We should dispense with the aspiration to “be liked” or to be regarded as the repository of a high-minded international altruism. We should stop putting ourselves in the position of being our brothers’ keeper and refrain from offering moral and ideological advice. We should cease to talk about vague and—for the Far East—unreal objectives such as human rights, the raising of living standards, and democratization. The day is not far off when we are going to have to deal in straight power concepts. The less we are then hampered by idealistic slogans, the better.

This statement, written in 1948, was a rather sweeping variation (in the Philippines, for example, democracy was not an unreal objective) of Lord Palmerston’s statement that his country had no permanent friends, or permanent enemies, but only permanent interests.

On the other side of the fence we find Jimmy Carter’s professed, though—to Bonner’s disgust—rarely practiced, maxim that

a nation’s domestic and foreign policies should be derived from the same standards of ethics, honesty and morality which are characteristic of the individual citizens of the nation…. There is only one nation in the world which is capable of true leadership among the community of nations and that is the United States of America.1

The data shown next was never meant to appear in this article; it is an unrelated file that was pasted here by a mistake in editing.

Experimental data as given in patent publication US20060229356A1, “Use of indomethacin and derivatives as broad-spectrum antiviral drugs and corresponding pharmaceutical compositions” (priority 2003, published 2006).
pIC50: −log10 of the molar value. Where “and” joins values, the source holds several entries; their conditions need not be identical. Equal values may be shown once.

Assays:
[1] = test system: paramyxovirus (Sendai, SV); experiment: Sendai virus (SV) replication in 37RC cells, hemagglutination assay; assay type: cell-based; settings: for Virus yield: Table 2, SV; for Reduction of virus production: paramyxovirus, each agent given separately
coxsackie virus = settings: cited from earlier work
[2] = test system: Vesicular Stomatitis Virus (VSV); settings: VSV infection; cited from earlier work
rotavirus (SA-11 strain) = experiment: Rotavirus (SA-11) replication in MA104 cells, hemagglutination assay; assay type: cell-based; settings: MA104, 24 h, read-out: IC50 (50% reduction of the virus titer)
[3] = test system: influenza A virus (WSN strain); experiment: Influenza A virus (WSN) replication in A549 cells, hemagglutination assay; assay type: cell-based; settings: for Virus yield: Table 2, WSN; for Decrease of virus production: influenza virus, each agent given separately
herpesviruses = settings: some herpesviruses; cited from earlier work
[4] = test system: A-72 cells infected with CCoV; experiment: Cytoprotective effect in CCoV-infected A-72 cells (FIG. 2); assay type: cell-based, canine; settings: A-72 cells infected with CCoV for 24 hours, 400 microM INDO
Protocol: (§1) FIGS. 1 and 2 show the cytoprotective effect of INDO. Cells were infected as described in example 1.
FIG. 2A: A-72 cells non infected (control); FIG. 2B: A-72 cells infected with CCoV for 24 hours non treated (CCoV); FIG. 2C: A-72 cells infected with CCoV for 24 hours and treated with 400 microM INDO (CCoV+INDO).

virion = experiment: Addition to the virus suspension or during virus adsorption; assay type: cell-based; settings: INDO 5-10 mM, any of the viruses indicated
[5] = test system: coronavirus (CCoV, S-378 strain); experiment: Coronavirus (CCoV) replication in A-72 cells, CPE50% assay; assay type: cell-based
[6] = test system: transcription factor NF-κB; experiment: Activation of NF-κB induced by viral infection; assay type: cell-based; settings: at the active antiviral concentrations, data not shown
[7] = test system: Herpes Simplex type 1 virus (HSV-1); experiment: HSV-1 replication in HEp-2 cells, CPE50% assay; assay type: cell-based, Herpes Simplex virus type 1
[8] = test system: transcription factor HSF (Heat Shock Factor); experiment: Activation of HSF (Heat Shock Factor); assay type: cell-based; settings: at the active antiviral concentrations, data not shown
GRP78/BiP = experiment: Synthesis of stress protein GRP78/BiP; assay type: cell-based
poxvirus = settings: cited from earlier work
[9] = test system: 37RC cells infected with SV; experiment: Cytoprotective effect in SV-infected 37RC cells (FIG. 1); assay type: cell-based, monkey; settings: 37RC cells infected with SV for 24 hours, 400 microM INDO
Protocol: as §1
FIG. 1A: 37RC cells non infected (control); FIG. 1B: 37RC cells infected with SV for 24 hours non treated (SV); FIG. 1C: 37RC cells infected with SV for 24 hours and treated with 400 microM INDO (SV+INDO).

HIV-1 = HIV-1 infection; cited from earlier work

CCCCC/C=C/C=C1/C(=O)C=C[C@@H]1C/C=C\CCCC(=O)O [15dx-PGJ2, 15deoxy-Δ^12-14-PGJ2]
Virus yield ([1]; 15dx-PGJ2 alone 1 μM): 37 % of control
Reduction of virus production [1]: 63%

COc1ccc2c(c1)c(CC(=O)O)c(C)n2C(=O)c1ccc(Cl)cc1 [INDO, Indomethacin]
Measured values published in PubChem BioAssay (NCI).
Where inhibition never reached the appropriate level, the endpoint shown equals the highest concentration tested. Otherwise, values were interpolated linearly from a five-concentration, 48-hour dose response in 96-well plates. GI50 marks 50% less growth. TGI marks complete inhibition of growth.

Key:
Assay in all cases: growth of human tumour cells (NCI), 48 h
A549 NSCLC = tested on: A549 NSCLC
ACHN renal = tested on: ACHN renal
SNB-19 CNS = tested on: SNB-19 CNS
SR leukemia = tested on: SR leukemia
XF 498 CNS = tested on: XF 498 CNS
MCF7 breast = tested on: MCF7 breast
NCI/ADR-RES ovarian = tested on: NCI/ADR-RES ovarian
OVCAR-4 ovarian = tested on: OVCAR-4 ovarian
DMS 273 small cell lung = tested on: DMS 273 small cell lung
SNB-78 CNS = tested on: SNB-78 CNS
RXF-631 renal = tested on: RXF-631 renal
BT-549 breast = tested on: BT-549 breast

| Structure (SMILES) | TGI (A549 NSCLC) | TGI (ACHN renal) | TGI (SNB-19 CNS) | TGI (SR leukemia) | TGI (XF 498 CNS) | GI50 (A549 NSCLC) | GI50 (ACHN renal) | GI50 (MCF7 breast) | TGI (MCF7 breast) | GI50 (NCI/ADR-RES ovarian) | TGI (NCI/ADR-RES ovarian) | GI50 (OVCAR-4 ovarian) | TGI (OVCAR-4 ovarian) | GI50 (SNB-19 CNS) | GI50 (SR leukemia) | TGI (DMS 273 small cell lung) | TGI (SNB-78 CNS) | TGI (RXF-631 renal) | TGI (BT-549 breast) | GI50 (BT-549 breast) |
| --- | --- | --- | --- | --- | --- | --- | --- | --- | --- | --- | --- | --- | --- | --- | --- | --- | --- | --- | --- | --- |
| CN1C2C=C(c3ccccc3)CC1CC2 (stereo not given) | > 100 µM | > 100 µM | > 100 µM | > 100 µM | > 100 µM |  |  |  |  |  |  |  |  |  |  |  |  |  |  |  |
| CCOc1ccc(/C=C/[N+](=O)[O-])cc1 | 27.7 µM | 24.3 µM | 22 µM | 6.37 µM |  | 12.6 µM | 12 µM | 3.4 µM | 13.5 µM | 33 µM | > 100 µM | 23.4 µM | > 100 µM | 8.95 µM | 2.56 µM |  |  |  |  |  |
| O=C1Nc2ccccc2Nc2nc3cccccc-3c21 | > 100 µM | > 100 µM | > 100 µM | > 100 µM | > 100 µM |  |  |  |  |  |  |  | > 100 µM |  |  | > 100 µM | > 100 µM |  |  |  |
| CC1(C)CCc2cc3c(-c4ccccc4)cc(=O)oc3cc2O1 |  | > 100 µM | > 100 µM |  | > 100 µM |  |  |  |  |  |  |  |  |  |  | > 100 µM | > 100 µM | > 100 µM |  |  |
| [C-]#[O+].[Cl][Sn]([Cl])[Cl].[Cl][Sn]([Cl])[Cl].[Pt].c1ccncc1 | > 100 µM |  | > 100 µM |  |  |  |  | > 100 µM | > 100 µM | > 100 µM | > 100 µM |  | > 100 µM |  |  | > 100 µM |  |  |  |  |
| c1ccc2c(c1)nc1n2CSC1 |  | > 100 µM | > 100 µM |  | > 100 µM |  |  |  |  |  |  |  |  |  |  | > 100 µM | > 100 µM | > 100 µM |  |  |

This is the policy Patt Derian stood for: human rights, not just as an adjunct to foreign policy, in which fundamental values are asserted and their violation protested and publicized, but as its main driving force. Foreign strong men and dictators should be treated as redneck sheriffs. From Selma, Alabama, to Pretoria, from Buenos Aires to Manila, the freedom march would go forward. George Kennan, writing in Foreign Affairs in 1985, pointed out the unconscious chauvinism inherent in this attitude:

The interventions have served, in the eyes of their American inspirers, as demonstrations not only of the moral deficiencies of others but of the positive morality of ourselves; for it was seen as our moral duty to detect these lapses on the part of others, to denounce them before the world, and to assure—as far as we could with measures short of military action—that they were corrected.